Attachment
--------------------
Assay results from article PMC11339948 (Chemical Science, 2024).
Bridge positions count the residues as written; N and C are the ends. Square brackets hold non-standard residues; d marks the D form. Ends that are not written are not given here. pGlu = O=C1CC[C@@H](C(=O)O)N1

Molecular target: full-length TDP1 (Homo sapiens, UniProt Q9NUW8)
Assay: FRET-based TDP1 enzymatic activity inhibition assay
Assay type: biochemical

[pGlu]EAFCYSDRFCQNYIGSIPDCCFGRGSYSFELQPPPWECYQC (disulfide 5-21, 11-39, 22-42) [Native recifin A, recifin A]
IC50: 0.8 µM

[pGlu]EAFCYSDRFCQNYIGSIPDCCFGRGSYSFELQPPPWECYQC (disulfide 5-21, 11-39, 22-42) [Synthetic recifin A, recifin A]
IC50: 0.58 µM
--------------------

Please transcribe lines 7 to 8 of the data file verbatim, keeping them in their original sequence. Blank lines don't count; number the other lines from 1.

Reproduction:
IC50: 0.8 µM

[pGlu]EAFCYSDRFCQNYIGSIPDCCFGRGSYSFELQPPPWECYQC (disulfide 5-21, 11-39, 22-42) [Synthetic recifin A, recifin A]